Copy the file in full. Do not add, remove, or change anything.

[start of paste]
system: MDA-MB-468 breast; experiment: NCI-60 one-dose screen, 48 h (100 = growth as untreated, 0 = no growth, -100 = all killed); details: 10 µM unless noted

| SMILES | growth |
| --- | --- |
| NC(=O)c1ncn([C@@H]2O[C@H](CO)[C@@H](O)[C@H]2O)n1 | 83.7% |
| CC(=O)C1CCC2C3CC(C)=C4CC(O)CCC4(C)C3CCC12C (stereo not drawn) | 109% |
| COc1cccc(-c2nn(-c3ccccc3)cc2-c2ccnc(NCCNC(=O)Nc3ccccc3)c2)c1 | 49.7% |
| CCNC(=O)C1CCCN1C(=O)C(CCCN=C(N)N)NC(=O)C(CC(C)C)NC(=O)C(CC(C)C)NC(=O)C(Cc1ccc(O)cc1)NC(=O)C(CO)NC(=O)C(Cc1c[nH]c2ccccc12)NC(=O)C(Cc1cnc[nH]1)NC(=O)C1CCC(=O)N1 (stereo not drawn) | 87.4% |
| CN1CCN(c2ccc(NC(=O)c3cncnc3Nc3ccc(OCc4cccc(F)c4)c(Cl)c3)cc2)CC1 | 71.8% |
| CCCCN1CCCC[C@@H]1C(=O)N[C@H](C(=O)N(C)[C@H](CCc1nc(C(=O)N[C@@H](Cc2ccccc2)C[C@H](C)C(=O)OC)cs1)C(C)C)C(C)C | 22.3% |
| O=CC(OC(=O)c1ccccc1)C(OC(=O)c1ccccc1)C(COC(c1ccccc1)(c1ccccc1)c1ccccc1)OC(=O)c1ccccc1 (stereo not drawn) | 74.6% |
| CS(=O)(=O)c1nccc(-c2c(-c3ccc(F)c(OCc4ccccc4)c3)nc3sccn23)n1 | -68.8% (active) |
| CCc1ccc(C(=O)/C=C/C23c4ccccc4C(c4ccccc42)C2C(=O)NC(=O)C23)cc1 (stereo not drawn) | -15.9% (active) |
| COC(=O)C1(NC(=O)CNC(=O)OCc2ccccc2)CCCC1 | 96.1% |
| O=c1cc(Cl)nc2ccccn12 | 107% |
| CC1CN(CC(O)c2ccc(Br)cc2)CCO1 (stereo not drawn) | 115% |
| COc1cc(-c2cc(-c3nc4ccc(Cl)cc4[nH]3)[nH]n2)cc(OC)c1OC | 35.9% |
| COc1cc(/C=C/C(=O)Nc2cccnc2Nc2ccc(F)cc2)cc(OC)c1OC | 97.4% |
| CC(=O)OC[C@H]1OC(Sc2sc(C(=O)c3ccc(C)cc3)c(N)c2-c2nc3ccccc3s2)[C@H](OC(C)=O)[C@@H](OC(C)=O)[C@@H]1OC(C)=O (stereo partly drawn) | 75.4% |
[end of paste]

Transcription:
system: MDA-MB-468 breast; experiment: NCI-60 one-dose screen, 48 h (100 = growth as untreated, 0 = no growth, -100 = all killed); details: 10 µM unless noted

| SMILES | growth |
| --- | --- |
| NC(=O)c1ncn([C@@H]2O[C@H](CO)[C@@H](O)[C@H]2O)n1 | 83.7% |
| CC(=O)C1CCC2C3CC(C)=C4CC(O)CCC4(C)C3CCC12C (stereo not drawn) | 109% |
| COc1cccc(-c2nn(-c3ccccc3)cc2-c2ccnc(NCCNC(=O)Nc3ccccc3)c2)c1 | 49.7% |
| CCNC(=O)C1CCCN1C(=O)C(CCCN=C(N)N)NC(=O)C(CC(C)C)NC(=O)C(CC(C)C)NC(=O)C(Cc1ccc(O)cc1)NC(=O)C(CO)NC(=O)C(Cc1c[nH]c2ccccc12)NC(=O)C(Cc1cnc[nH]1)NC(=O)C1CCC(=O)N1 (stereo not drawn) | 87.4% |
| CN1CCN(c2ccc(NC(=O)c3cncnc3Nc3ccc(OCc4cccc(F)c4)c(Cl)c3)cc2)CC1 | 71.8% |
| CCCCN1CCCC[C@@H]1C(=O)N[C@H](C(=O)N(C)[C@H](CCc1nc(C(=O)N[C@@H](Cc2ccccc2)C[C@H](C)C(=O)OC)cs1)C(C)C)C(C)C | 22.3% |
| O=CC(OC(=O)c1ccccc1)C(OC(=O)c1ccccc1)C(COC(c1ccccc1)(c1ccccc1)c1ccccc1)OC(=O)c1ccccc1 (stereo not drawn) | 74.6% |
| CS(=O)(=O)c1nccc(-c2c(-c3ccc(F)c(OCc4ccccc4)c3)nc3sccn23)n1 | -68.8% (active) |
| CCc1ccc(C(=O)/C=C/C23c4ccccc4C(c4ccccc42)C2C(=O)NC(=O)C23)cc1 (stereo not drawn) | -15.9% (active) |
| COC(=O)C1(NC(=O)CNC(=O)OCc2ccccc2)CCCC1 | 96.1% |
| O=c1cc(Cl)nc2ccccn12 | 107% |
| CC1CN(CC(O)c2ccc(Br)cc2)CCO1 (stereo not drawn) | 115% |
| COc1cc(-c2cc(-c3nc4ccc(Cl)cc4[nH]3)[nH]n2)cc(OC)c1OC | 35.9% |
| COc1cc(/C=C/C(=O)Nc2cccnc2Nc2ccc(F)cc2)cc(OC)c1OC | 97.4% |
| CC(=O)OC[C@H]1OC(Sc2sc(C(=O)c3ccc(C)cc3)c(N)c2-c2nc3ccccc3s2)[C@H](OC(C)=O)[C@@H](OC(C)=O)[C@@H]1OC(C)=O (stereo partly drawn) | 75.4% |